I-know-I-can, I-know-I-can ... Forget Thomas the Tank Engine, nine months after the Jasmine Revolution, Tunisia is once again proving it is the little country that could.
On the heels of the death of Gaddafi, Tunisia's elections are another – and even more momentous – validation for the hopes of an entire region desperate for a positive affirmation that the Arab Spring will bring about a better and more democratic future.
For the first time since the end of the colonial era after WWII, free and fair elections devoid of foreign influence have been held in an Arab country unmarred by violence and outside interference.
There have been other elections in the Arab world that have produced variations of democratic results. Long considered the most democratically-attuned country in the Middle East, the Lebanese have voted in numerous elections since their independence 1943. In the eight years after Sadaam, Iraqis have cast their votes twice in 2005 and 2009. In 2006, Hamas swept to power in Gaza after the Palestinian people made their voices heard.
But with all due respect to those who participated in these other elections, what happened Sunday in Tunis was unprecedented in the history of the region, producing a result that was a powerful and uplifting ray of hope for millions of revolutionaries still struggling under the violence and oppression of Arab authoritarians. Unlike in Lebanon, where the parliamentary system is determined by religion, Gaza, which is only a small enclave of the greater occupied territories, or Iraq, whose elections were the direct result of the American invasion, yesterday's vote in Tunisia was the first nationally accepted election bereft of foreign influence with no preconditions in an Arab country.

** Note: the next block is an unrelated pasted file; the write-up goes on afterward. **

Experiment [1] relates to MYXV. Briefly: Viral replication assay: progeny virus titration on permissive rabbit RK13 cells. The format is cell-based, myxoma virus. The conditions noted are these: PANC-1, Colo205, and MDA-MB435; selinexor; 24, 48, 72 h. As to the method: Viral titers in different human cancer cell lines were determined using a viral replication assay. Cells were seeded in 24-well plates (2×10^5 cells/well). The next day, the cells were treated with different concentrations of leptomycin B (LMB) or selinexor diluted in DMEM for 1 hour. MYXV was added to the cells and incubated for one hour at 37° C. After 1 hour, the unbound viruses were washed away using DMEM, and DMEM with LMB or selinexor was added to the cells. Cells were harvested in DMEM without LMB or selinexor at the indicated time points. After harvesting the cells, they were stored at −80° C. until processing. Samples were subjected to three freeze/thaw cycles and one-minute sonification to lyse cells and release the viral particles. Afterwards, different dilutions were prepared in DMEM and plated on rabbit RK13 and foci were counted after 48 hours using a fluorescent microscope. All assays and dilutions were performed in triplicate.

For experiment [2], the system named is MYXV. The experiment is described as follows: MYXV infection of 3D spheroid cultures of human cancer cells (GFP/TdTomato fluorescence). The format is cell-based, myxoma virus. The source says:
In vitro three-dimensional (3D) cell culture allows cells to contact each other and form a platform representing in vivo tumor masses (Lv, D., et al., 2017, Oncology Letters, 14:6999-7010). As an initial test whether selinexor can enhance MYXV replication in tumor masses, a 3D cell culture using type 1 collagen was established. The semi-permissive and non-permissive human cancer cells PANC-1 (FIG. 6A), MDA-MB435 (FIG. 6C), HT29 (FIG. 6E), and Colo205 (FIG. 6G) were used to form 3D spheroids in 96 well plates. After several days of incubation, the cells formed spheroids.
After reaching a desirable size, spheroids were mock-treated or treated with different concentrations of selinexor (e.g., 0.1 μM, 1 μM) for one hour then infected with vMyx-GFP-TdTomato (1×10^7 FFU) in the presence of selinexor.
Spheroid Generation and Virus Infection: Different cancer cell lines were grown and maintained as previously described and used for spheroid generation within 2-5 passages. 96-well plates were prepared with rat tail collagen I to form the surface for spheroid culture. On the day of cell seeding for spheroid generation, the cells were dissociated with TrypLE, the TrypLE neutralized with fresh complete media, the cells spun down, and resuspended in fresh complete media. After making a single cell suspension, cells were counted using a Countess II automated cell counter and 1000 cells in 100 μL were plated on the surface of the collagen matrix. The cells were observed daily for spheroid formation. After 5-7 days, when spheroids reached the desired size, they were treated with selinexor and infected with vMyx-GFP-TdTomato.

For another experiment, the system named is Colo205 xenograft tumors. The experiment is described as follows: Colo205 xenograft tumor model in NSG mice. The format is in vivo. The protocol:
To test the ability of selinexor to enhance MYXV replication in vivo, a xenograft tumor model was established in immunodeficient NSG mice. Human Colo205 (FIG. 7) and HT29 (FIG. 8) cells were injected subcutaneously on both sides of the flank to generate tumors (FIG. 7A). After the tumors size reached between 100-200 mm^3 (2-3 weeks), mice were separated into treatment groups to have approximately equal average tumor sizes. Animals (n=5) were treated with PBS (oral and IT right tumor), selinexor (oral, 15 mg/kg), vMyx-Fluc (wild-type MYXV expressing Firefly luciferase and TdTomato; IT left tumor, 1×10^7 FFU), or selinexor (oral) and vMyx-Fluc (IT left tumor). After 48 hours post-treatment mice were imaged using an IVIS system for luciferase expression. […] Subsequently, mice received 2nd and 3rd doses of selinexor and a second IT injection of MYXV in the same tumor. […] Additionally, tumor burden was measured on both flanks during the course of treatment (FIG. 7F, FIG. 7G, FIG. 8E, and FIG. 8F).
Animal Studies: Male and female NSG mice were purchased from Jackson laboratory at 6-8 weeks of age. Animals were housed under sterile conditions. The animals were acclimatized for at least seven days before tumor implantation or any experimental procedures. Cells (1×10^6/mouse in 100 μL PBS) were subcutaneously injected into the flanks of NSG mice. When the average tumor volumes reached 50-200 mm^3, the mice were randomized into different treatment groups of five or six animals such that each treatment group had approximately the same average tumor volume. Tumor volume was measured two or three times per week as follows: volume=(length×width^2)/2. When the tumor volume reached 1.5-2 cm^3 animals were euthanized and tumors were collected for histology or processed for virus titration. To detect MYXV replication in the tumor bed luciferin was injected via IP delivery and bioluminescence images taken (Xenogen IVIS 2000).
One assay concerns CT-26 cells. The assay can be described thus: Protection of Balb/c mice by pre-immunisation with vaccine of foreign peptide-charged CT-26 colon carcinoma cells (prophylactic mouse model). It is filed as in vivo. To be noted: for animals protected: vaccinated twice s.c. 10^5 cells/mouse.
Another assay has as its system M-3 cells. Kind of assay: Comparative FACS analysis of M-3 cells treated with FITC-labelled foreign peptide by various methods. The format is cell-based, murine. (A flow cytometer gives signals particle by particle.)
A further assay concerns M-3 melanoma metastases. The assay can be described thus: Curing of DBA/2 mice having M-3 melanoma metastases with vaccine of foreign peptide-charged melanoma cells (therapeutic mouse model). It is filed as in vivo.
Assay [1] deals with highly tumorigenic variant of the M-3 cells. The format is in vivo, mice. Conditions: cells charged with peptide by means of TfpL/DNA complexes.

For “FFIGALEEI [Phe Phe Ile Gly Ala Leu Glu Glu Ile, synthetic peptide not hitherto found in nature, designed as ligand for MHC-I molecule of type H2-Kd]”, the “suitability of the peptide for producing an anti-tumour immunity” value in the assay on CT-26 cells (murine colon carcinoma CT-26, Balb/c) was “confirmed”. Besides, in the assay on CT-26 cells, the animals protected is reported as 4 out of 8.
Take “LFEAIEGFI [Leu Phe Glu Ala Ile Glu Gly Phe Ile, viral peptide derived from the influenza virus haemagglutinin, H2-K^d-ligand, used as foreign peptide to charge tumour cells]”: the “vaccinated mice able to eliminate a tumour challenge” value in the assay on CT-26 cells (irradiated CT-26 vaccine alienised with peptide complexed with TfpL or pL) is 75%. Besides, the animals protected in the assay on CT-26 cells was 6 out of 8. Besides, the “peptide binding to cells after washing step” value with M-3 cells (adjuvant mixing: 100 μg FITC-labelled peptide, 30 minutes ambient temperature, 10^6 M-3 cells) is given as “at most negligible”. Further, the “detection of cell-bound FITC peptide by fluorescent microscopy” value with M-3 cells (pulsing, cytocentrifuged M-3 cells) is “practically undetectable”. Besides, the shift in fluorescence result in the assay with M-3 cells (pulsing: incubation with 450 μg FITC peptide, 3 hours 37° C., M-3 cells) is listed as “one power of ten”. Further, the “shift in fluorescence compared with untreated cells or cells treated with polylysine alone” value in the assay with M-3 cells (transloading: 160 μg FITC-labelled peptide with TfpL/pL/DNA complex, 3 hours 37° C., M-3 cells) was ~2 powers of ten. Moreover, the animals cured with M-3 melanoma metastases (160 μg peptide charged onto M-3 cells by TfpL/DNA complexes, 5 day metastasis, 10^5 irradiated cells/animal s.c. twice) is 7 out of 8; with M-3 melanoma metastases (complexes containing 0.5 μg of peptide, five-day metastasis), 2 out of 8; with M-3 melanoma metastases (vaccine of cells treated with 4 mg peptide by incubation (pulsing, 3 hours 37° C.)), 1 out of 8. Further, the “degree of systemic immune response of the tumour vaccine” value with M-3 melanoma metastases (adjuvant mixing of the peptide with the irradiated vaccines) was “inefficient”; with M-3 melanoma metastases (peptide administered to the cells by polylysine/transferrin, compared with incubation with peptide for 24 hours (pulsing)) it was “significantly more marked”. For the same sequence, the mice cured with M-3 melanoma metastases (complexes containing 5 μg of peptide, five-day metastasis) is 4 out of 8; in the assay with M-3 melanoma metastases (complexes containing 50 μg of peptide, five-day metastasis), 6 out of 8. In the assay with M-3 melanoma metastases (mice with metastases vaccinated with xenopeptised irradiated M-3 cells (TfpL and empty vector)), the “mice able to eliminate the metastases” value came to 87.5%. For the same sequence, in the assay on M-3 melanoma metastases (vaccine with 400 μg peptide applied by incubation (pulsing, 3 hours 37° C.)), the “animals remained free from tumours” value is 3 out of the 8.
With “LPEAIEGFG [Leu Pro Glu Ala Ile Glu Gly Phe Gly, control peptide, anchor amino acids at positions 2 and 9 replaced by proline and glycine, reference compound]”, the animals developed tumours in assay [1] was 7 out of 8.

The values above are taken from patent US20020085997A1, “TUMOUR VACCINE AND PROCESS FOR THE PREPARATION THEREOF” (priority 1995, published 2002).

Tunisia has again provided champions of democracy with a spark by proving that the small afterthought of a country could once more lead the way after successfully making due on their promise of holding the region's first completely democratic elections.
Being able to make sense of the 11,000 candidates representing 80 political parties on the ballot in only nine months since the revolution without any violence, disturbances, or controversy was an already tall order.
Having no democratic precedent in the country nor the region and having lived under the authoritarian rule of former dictator Ben Ali for 24 years, makes this accomplishment all the more remarkable.
Of course, the elections are only the beginning of a long and complicated process. A governing coalition and cabinet must be formed and a constitution drafted, but Tunisia's elections are the first step in legitimizing the millions of Arabs (and others) who believe their revolutions can and will bring about a positive change.
All summer, the revolutionary momentum has been lagging. In Egypt, the military has moved to consolidate power. In Syria, opposition has so far been unable to break the growing stalemate. In Bahrain, the government has continued its violent crackdown. Yemen hasn't fared any better and remains teetering on the verge of civil war.
Corrupt regimes are using violence to stifle the sense of hope and crush the spirit of rebellion.
Following Gaddafi's demise and now the elections in Tunis, an air of conviction and ambition has returned. Tunisian elections have restored a sense of belief and purpose to those who months before may have begun to despair.
You can hear it from my Egyptian friends who say 'Like with the revolution, democracy comes first in Tunisia then in Egypt" and you can hear it from John McCain who believes "Tunisia can be a model for the region."
Moving forward we have no more knowledge of how Tunisia's elections will impact other revolutions than we do whether the now ruling Al-Nahda party will be successful in formulating a new ruling coalition. What Tunisians did make clear, however, is that Arabs are not only thirsty, but also ready for democracy.
As Barack Obama said when addressing the matter, Tunisia's revolution had "changed the course of history." That history is for the Tunisian people to decide.
Photo Credit: David Dietz